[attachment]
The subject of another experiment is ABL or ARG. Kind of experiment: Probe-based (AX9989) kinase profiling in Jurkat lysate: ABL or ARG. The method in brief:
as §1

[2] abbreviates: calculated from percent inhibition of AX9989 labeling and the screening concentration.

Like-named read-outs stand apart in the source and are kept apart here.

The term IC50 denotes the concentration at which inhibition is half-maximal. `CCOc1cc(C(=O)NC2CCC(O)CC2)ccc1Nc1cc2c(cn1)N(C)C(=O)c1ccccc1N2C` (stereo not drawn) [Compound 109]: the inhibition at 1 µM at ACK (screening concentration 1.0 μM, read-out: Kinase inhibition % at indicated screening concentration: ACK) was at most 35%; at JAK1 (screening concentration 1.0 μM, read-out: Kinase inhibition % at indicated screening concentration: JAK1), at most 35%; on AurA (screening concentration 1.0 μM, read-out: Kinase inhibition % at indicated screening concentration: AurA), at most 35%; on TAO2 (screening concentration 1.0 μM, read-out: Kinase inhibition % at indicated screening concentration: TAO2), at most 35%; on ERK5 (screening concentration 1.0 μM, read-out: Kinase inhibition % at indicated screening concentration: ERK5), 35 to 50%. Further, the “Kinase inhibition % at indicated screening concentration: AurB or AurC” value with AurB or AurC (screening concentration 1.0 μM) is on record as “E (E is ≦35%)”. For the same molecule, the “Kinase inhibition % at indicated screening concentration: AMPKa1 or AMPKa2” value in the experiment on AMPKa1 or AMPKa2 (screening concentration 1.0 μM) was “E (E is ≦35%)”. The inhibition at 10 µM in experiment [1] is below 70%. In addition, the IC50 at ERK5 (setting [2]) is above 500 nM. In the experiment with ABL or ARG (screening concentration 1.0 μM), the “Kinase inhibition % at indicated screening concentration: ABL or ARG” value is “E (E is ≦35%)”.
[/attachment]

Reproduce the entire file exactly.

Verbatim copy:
The subject of another experiment is ABL or ARG. Kind of experiment: Probe-based (AX9989) kinase profiling in Jurkat lysate: ABL or ARG. The method in brief:
as §1

[2] abbreviates: calculated from percent inhibition of AX9989 labeling and the screening concentration.

Like-named read-outs stand apart in the source and are kept apart here.

The term IC50 denotes the concentration at which inhibition is half-maximal. `CCOc1cc(C(=O)NC2CCC(O)CC2)ccc1Nc1cc2c(cn1)N(C)C(=O)c1ccccc1N2C` (stereo not drawn) [Compound 109]: the inhibition at 1 µM at ACK (screening concentration 1.0 μM, read-out: Kinase inhibition % at indicated screening concentration: ACK) was at most 35%; at JAK1 (screening concentration 1.0 μM, read-out: Kinase inhibition % at indicated screening concentration: JAK1), at most 35%; on AurA (screening concentration 1.0 μM, read-out: Kinase inhibition % at indicated screening concentration: AurA), at most 35%; on TAO2 (screening concentration 1.0 μM, read-out: Kinase inhibition % at indicated screening concentration: TAO2), at most 35%; on ERK5 (screening concentration 1.0 μM, read-out: Kinase inhibition % at indicated screening concentration: ERK5), 35 to 50%. Further, the “Kinase inhibition % at indicated screening concentration: AurB or AurC” value with AurB or AurC (screening concentration 1.0 μM) is on record as “E (E is ≦35%)”. For the same molecule, the “Kinase inhibition % at indicated screening concentration: AMPKa1 or AMPKa2” value in the experiment on AMPKa1 or AMPKa2 (screening concentration 1.0 μM) was “E (E is ≦35%)”. The inhibition at 10 µM in experiment [1] is below 70%. In addition, the IC50 at ERK5 (setting [2]) is above 500 nM. In the experiment with ABL or ARG (screening concentration 1.0 μM), the “Kinase inhibition % at indicated screening concentration: ABL or ARG” value is “E (E is ≦35%)”.